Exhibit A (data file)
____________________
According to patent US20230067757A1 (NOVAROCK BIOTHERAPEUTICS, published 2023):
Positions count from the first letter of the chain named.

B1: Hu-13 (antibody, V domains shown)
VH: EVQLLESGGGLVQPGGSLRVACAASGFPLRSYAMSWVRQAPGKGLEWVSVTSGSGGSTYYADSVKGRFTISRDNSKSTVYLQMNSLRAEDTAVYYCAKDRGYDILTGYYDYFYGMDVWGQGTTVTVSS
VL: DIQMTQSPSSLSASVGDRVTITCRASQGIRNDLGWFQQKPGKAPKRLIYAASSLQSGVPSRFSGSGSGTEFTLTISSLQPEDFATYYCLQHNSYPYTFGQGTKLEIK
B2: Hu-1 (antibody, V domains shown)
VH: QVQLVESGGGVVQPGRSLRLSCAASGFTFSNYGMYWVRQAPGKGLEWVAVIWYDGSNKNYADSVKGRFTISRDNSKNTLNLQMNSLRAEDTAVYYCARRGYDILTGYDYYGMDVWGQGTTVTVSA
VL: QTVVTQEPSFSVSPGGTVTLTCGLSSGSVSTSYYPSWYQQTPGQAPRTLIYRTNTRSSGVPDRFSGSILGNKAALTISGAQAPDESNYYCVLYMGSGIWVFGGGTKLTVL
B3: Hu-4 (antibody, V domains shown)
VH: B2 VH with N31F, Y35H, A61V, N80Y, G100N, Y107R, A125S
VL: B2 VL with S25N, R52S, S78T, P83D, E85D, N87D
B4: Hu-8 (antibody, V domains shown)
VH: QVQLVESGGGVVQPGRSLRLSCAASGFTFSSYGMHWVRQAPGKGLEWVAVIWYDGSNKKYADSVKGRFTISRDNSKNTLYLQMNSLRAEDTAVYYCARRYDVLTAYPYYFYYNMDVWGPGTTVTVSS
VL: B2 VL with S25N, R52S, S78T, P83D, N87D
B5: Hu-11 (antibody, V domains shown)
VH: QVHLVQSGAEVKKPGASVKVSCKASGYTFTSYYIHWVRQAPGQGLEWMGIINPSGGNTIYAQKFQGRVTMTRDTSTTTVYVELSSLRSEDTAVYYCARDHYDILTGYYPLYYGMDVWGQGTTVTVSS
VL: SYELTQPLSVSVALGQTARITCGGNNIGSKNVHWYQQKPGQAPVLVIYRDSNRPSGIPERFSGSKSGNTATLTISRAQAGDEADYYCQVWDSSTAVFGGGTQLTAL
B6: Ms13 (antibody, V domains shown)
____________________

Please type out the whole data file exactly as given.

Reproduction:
According to patent US20230067757A1 (NOVAROCK BIOTHERAPEUTICS, published 2023):
Positions count from the first letter of the chain named.

B1: Hu-13 (antibody, V domains shown)
VH: EVQLLESGGGLVQPGGSLRVACAASGFPLRSYAMSWVRQAPGKGLEWVSVTSGSGGSTYYADSVKGRFTISRDNSKSTVYLQMNSLRAEDTAVYYCAKDRGYDILTGYYDYFYGMDVWGQGTTVTVSS
VL: DIQMTQSPSSLSASVGDRVTITCRASQGIRNDLGWFQQKPGKAPKRLIYAASSLQSGVPSRFSGSGSGTEFTLTISSLQPEDFATYYCLQHNSYPYTFGQGTKLEIK
B2: Hu-1 (antibody, V domains shown)
VH: QVQLVESGGGVVQPGRSLRLSCAASGFTFSNYGMYWVRQAPGKGLEWVAVIWYDGSNKNYADSVKGRFTISRDNSKNTLNLQMNSLRAEDTAVYYCARRGYDILTGYDYYGMDVWGQGTTVTVSA
VL: QTVVTQEPSFSVSPGGTVTLTCGLSSGSVSTSYYPSWYQQTPGQAPRTLIYRTNTRSSGVPDRFSGSILGNKAALTISGAQAPDESNYYCVLYMGSGIWVFGGGTKLTVL
B3: Hu-4 (antibody, V domains shown)
VH: B2 VH with N31F, Y35H, A61V, N80Y, G100N, Y107R, A125S
VL: B2 VL with S25N, R52S, S78T, P83D, E85D, N87D
B4: Hu-8 (antibody, V domains shown)
VH: QVQLVESGGGVVQPGRSLRLSCAASGFTFSSYGMHWVRQAPGKGLEWVAVIWYDGSNKKYADSVKGRFTISRDNSKNTLYLQMNSLRAEDTAVYYCARRYDVLTAYPYYFYYNMDVWGPGTTVTVSS
VL: B2 VL with S25N, R52S, S78T, P83D, N87D
B5: Hu-11 (antibody, V domains shown)
VH: QVHLVQSGAEVKKPGASVKVSCKASGYTFTSYYIHWVRQAPGQGLEWMGIINPSGGNTIYAQKFQGRVTMTRDTSTTTVYVELSSLRSEDTAVYYCARDHYDILTGYYPLYYGMDVWGQGTTVTVSS
VL: SYELTQPLSVSVALGQTARITCGGNNIGSKNVHWYQQKPGQAPVLVIYRDSNRPSGIPERFSGSKSGNTATLTISRAQAGDEADYYCQVWDSSTAVFGGGTQLTAL
B6: Ms13 (antibody, V domains shown)